African American

Used with permission from New York State Archives. New York (State). Governor. Public information photographs, 1910-1992. Series 13703-83, Box 15, No. 1314 (Job #2-364)

Ersa Hines Poston grew up in western Kentucky during the great depression, went on to work for New York Governor Nelson Rockefeller during the Civil Rights movement and was appointed by President Carter to the Civil Service Commission, the first African American woman appointed to this position. On Sounds Good, Matt Markgraf speaks with Sarah Hopley, Special Collections & Exhibits Librarian, about the life of this remarkable woman from our region.

As an African-American, John Boyd Jr. might not be what Americans imagine when they think of a typical farmer. But Boyd has been farming his entire life, like his father, grandfather and great-grandfather before him. He grows wheat, corn and soybeans and has cattle at his southwestern Virginia farm.

Pogue Library at Murray State University is home to numerous special collections and oral history projects. Tucked among these documents is the Pulitzer Prize-winning photograph of Coretta Scott King and her daughter Bernice at Martin Luther King Jr.'s funeral taken by Owensboro native Moneta Sleet Jr. On Sounds Good, Matt Markgraf speaks with Sarah Hopley, Special Collections & Exhibits Librarian, about how this photo, and a thank you letter signed by Sleet ended up in the archives at Murray State.

Matt Markgraf, WKMS, courtesy of Pogue Library

Pogue Library at Murray State University is home to numerous special collections, including letters an articles from an influential educator, Clarence Timberlake. Timberlake is considered the "Founder of Vocational Education in Kentucky," devoting his life working to improve education for African Americans in the Commonwealth. On Sounds Good, Matt Markgraf explored this collection with Sarah Hopley, Special Collections & Exhibits Librarian, and learns how his legacy left a lasting impact on the region, namely in Paducah, Madisonville and Hopkinsville.

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We hope you join us for a panel on Race Relations in Hopkinsville on October 22 from 5:30 to 7 p.m. in the War Memorial Building, titled "Where are we now, where do we want to be, and how do we get there?"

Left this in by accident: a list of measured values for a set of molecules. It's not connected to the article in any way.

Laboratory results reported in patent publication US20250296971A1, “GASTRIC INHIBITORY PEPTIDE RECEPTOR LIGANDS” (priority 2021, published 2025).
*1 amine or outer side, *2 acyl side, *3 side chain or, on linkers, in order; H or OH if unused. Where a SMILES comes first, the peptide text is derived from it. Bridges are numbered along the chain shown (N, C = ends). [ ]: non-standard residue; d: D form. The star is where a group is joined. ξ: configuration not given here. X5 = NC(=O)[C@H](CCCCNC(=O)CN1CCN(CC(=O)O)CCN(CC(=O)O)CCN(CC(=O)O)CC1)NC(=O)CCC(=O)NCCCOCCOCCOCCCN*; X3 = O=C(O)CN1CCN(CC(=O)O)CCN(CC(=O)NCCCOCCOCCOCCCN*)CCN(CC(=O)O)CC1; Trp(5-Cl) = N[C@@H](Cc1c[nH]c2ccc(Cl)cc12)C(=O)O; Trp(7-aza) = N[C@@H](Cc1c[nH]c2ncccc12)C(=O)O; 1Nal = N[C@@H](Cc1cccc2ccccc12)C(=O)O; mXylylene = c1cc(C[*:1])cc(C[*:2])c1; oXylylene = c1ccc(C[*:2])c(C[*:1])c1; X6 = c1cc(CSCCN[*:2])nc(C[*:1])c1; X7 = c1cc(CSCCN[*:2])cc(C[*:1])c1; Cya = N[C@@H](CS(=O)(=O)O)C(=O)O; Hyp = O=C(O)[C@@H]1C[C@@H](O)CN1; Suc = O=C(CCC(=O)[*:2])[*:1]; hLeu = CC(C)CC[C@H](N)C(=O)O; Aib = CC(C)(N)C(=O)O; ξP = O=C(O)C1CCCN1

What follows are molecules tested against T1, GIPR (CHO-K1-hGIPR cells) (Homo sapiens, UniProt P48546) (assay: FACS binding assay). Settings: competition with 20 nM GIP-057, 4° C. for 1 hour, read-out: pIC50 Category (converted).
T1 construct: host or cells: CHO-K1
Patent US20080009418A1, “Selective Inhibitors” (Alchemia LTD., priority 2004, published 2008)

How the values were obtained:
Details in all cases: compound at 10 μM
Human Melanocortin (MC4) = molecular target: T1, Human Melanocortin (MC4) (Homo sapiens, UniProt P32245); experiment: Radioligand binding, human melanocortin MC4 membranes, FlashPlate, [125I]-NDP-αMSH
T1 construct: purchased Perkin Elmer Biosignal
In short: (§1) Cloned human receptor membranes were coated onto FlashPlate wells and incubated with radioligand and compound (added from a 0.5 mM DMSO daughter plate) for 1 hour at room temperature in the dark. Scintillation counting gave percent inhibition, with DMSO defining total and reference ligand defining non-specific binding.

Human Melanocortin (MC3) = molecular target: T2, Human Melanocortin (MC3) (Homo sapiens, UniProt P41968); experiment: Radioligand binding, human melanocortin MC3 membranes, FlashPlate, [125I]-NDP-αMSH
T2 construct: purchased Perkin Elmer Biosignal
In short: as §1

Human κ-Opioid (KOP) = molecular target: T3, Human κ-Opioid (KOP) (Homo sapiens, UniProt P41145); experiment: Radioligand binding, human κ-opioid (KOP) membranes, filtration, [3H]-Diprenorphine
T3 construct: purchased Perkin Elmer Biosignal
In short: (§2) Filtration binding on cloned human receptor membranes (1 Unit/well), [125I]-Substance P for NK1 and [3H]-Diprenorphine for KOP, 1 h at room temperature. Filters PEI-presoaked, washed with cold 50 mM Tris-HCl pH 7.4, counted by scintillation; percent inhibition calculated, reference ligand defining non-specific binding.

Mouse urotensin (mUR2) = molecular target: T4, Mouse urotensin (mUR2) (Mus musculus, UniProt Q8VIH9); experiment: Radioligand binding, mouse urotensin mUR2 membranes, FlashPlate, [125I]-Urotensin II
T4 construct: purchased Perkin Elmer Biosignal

A panel of community leaders generate discussion on issues facing Hopkinsville. Panelists are Reverend Lisa Lewis-Balboa, Gwenda Motley, Matt Snorton, Judge Arnold Lynch, and Chief Clayton Sumner. WKMS is moderating the discussion.

Please note: Due to programming restrictions, this program will not be streaming online, but can be heard on an analog radio.  

Murray State’s listener supported public radio service WKMS-FM celebrates a special part of the station’s history with a recreation of The Black Cats Jump: Part Two, a thirteen part series of hour-long programs on African American big band music, originally created by the late Bobby Bryan and lovingly restored by Dr. Todd Hill and Mark Welch. 

Take a look at the latest obesity data from the Centers for Disease Control and Prevention and you can see that the country's obesity epidemic is far from over.

Even in Colorado, the state with the lowest rate, 21.3 percent of its population is obese. Arkansas tops the list with 35.9 percent.

Viola Davis made history at Sunday night's Emmy Awards when she won for best actress in a drama for How to Get Away With Murder: It's the first time that award has gone to a black woman.

When Davis' award was announced, Taraji P. Henson — nominated for the same award for her work on Empire — gave Davis a fierce hug and a one-woman standing ovation.

Murray State University 1961 Shield Yearbook, Courtesy of Wesley Bolin at Pogue Library

A group of six college students walked from Murray State University across the street to a small restaurant, about to quietly protest its “white-only” policy. Entering the establishment, the five white boys from New York ordered meals for the group. When the food was ready, Nancy Tyler Demartra, the first African American to attend MSU full-time and eventually graduate, stood up to pay. When the cashiers refused her money, the entire group said “no, thanks,” and walked out. It took about three months of visits like these, but with the help of others on campus the group finally pushed the restaurant to adopt an “open” serving policy. That was 1961. Fifty-four years later, Nancy speaks with Kate on Sounds Good about her experiences at MSU and her accomplishments in the Human and Civil Rights arenas.

Wikimedia Commons/The National Institute on Drug Abuse

African American women in the South’s rural areas are less likely to suffer from depression than those who live in Southern urban areas.  That’s according to a new study from the University of Michigan.  The study uses data from the National Survey of American Life to examine how poverty and low education affect mental illness in black and white women living in the rural South.  

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